At the end of the hike was supposed to be the "Eis Kapelle" - a dome of ice. But I think it had melted away by November. The hike was about an hour long and took me into a side "valley" - I use the word loosely as what else do you call an area that is surrounded by sheer vertical faces rising several thousand feet straight up in front of you on three sides? 

Snow Drift
A nerve racking picture
The hike was wonderful; at last it felt like I was connecting with the place.

It was funny to see the signs warning of all sorts of danger ("Betroten!!") and not understanding a letter beyond the fear-inspiring word.

I hiked up to a large snowdrift that obviously is there year round (perhaps a tiny glacier is within). Where the river emerges from the drift, a huge snow cave is melted up into the drift. I did not go too far up into the cave for fear of any sudden gushes of melt water (the walls of the melted snow would be impossible to climb). The cave is bigger than it will probably look in the pictures.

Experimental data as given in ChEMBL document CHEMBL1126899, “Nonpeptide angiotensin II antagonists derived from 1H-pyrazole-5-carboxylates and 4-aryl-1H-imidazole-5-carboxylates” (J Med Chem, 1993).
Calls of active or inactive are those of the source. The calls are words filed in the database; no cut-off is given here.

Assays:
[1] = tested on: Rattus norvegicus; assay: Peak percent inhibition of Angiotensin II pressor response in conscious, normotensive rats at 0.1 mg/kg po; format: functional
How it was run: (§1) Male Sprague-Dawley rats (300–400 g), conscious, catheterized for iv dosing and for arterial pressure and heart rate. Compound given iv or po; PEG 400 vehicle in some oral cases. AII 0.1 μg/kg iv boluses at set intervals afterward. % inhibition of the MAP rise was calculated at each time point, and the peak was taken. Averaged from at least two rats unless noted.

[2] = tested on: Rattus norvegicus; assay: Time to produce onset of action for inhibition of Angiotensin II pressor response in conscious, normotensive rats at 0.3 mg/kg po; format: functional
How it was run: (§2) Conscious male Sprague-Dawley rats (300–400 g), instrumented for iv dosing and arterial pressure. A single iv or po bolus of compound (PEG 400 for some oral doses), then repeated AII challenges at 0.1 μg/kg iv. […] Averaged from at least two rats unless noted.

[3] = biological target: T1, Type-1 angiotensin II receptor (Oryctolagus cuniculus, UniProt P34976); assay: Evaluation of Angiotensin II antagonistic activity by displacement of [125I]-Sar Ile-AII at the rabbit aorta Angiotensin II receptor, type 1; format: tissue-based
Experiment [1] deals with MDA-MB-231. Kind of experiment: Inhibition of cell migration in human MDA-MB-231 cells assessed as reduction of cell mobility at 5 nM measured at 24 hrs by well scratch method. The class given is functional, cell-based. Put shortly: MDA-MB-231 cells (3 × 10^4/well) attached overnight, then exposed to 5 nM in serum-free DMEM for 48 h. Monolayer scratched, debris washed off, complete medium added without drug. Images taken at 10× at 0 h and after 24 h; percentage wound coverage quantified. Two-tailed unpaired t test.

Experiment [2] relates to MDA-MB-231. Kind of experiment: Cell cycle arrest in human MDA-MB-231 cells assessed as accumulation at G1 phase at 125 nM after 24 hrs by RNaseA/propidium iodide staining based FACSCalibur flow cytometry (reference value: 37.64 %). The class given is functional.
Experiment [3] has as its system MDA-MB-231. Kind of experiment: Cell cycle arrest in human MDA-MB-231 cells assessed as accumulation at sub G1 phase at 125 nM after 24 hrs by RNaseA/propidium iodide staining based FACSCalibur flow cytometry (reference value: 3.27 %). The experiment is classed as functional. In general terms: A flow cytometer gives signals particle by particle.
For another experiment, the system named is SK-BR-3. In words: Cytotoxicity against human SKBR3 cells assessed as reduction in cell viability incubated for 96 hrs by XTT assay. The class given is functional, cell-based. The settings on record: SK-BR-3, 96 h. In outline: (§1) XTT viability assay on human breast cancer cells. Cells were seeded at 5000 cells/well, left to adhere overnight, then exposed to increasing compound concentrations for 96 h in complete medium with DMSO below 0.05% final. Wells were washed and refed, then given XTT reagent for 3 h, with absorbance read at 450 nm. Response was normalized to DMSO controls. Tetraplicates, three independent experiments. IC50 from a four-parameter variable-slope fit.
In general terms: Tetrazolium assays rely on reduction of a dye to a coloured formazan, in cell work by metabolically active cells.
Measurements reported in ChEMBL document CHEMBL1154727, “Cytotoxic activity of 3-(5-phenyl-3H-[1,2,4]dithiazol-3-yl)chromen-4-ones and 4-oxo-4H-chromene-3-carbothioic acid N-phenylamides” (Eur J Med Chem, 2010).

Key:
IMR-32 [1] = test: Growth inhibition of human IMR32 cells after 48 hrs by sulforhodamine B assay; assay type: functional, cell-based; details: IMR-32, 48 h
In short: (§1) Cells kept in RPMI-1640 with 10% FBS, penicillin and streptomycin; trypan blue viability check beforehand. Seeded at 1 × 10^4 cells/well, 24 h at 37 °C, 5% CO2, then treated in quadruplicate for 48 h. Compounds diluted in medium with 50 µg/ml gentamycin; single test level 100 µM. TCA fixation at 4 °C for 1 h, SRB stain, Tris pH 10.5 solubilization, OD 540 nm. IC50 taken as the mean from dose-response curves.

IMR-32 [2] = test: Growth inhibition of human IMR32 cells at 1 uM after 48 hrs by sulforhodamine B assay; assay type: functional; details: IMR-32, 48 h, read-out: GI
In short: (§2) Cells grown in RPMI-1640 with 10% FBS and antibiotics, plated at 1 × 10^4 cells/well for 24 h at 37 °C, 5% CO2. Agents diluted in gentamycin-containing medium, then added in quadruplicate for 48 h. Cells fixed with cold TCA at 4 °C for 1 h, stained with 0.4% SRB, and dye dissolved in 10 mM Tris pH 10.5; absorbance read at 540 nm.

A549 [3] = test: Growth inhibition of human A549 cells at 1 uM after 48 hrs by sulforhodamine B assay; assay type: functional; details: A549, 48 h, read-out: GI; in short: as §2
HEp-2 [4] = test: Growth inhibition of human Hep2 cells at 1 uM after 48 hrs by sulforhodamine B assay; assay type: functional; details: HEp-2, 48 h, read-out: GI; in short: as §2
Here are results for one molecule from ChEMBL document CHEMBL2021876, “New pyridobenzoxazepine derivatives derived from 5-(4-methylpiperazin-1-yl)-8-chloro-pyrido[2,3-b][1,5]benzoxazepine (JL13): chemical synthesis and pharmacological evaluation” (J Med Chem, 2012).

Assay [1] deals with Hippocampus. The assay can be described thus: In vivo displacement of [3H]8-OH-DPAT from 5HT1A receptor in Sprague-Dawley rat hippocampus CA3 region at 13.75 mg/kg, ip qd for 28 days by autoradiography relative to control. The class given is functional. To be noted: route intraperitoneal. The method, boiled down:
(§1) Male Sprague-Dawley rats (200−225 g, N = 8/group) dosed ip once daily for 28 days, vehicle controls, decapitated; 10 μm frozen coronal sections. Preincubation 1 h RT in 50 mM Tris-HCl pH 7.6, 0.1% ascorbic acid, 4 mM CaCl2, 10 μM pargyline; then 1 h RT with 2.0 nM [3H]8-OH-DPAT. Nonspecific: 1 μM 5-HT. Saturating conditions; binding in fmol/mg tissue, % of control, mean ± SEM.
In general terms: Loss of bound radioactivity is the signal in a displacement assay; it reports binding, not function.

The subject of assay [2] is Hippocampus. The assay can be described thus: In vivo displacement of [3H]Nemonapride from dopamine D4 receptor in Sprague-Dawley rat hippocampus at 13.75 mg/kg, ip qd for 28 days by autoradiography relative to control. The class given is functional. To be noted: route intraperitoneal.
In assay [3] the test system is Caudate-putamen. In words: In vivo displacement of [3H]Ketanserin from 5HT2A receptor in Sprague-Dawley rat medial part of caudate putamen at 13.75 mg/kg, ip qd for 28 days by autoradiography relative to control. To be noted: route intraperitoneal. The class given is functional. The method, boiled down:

The water coming down from the drift was so incredibly clear. Downstream, I really had a difficult time just trying to figure out where the water was, so imperceptible its clarity made it! It is almost as if it did not have any refraction! Quite peculiar. The only give away (except where it was obviously spilling over the rocks) was the characteristic glacial emerald green in some of the deeper pools, so clear it was.

I also saw some flowers that looked like heather, but had leaves something like a geranium mixed with a lily pad.

Another shot of the small church